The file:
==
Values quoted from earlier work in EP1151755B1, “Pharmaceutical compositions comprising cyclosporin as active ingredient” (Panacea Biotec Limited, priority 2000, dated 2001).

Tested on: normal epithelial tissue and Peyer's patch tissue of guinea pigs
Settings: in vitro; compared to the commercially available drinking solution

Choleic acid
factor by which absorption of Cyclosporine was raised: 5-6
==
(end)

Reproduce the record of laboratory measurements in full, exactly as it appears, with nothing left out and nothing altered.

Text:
Values quoted from earlier work in EP1151755B1, “Pharmaceutical compositions comprising cyclosporin as active ingredient” (Panacea Biotec Limited, priority 2000, dated 2001).

Tested on: normal epithelial tissue and Peyer's patch tissue of guinea pigs
Settings: in vitro; compared to the commercially available drinking solution

Choleic acid
factor by which absorption of Cyclosporine was raised: 5-6